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INSUBORDINATION

Posted by Tim Bryce on January 26, 2011

Over the years, I believe I’ve seen just about every type of organizational structure in the corporate world, be it the traditional hierarchy, matrix, project teams, etc. No matter how you slice it though, unless you are the top dog, there is always going to be at least one person you have to report to, someone who is ultimately responsible for authorizing your paycheck. Even the top dog has to report to someone, such as shareholders. Regardless of who you report to, you owe your allegiance to your superior. If you don’t like the person, request a transfer or take another job elsewhere. I’m old-school in this regard; as long as you are in the person’s employment, do not malign him or ridicule him, come to his defense instead. Loyalty is a rare commodity these days, particularly due to obnoxious micromanagement and rocky economics, but you have to realize your success ultimately depends on your superior’s success. Believe me, if he is struggling, you’re next. You can make all the unflattering remarks you want about your boss after you have left. In the meantime, you owe him your support.

All of this, of course, means you should follow his orders and rules. In the military, you will be expected to do so without questioning your superior’s rationale. In the corporate world, it’s a little different. Hopefully, your boss will clue you in as to why something is needed, but it is not mandatory for him to do so. There will be some bosses who will bark at you, “Jump!” to which you are to reply, “How high?” If this is what you signed up for, you better be ready to do so, otherwise you would be wise to move along to something else.

It is hard to maintain your allegiance to someone who is either your junior, creepy, or you plain and simply do not respect. There will also be instances of personality conflicts where you and the other person see the world differently. Again, until such time as you move along, you should respect the wishes of your superior. This doesn’t mean you have to love him or kiss his behind, even though he may want you to do so. It means you should conduct your business as professionally as possible while respecting his authority.

When you are applying for a job, you should try to size up the person you are about to work for. What is his management style? What are his ethics? What type of corporate culture does he promote? Will you be able to effectively perform your duties and responsibilities for this person and in this environment? Good or bad, you better know the answers before you accept the job.

Is there ever a time when it is appropriate to be insubordinate? Yes. Even the military realizes there will be unusual circumstances when it is necessary to contradict your superior. Actually, there is not too much difference between the corporate world and the military in this regard. Two specific areas come to mind: ethics violations and a major mistake. It is hoped, your organization has a code of conduct and/or a policy manual. If not, common sense and the laws of the land will dictate what is right or wrong. Either way, if your superior orders you to violate the ethical rules of the business, such as cheating a customer or misrepresenting the company, it is not only your right to become insubordinate, it is your duty. The same is true of a major blunder. For example, if you are about to execute a contract for $2,000, yet it was intended to be $200,000 (where someone misplaced a few zeros along the way) your boss may become embarrassed if you correct him thereby showing your insubordination to him), but he should thank you later nevertheless. If possible, override your superior with tact and diplomacy so he doesn’t lose face, but occasionally tempers will flare and you may very well have to apologize for your actions.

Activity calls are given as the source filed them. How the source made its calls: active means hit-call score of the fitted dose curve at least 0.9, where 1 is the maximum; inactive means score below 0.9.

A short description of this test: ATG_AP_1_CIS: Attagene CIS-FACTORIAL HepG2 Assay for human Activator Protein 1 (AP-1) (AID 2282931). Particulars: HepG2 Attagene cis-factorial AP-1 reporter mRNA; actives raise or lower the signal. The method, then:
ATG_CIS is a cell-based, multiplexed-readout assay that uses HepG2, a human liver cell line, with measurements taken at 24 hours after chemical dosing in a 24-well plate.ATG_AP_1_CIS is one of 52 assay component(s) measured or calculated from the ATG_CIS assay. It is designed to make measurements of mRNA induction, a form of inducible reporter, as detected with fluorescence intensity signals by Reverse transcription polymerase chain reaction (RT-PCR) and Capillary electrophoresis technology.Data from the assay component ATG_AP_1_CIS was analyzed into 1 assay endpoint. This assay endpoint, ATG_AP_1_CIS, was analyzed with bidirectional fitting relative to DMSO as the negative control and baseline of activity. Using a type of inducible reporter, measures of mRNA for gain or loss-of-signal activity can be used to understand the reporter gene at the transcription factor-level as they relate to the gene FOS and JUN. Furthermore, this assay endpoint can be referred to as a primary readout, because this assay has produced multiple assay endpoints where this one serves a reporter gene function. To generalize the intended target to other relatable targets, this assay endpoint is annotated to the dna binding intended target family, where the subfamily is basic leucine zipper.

If you feel you have been unfairly treated for your insubordination, you may want to go to someone higher in the chain of command. Human Resource departments may also have an ombudsman of some kind to handle such situations and reconcile differences. Either way, it is a smart move to document the insubordination incident as precisely as possible. As soon as possible, write your interpretation of events and, if possible, review it with witnesses for accuracy. Understand this, in all likelihood, your boss is going to be asked to do the same thing by the HR Department.

Insubordination is an ugly affair that rarely benefits anyone. The best thing to do is try to remain loyal to your boss and go about your business the best you can. If you are truly unhappy, try to move along and find something else. True, your boss may be a problem, but it may also be you as well. Do some serious soul-searching before you make a mistake.

Loyalty, dedication and professionalism are rare commodities these days, particularly in the cutthroat world of corporate America. Regardless, when you find someone you believe in, do not hesitate to stand by him through thick and thin. In all likelihood, it will be reciprocated, even if you have nothing else in common with your boss. A good manager understands hard work, but he doesn’t forget loyalty.

Keep the Faith!

Note: All trademarks both marked and unmarked belong to their respective companies.

Tim Bryce is a writer and the Managing Director of M. Bryce & Associates (MBA) of Palm Harbor, Florida and has over 30 years of experience in the management consulting field. He can be reached at timb001@phmainstreet.com

For Tim’s columns, see:
http://www.phmainstreet.com/timbryce.htm

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Tune into Tim’s THE BRYCE IS RIGHT! podcast Mondays-Fridays, 11:30am (Eastern).

Copyright © 2011 by Tim Bryce. All rights reserved.

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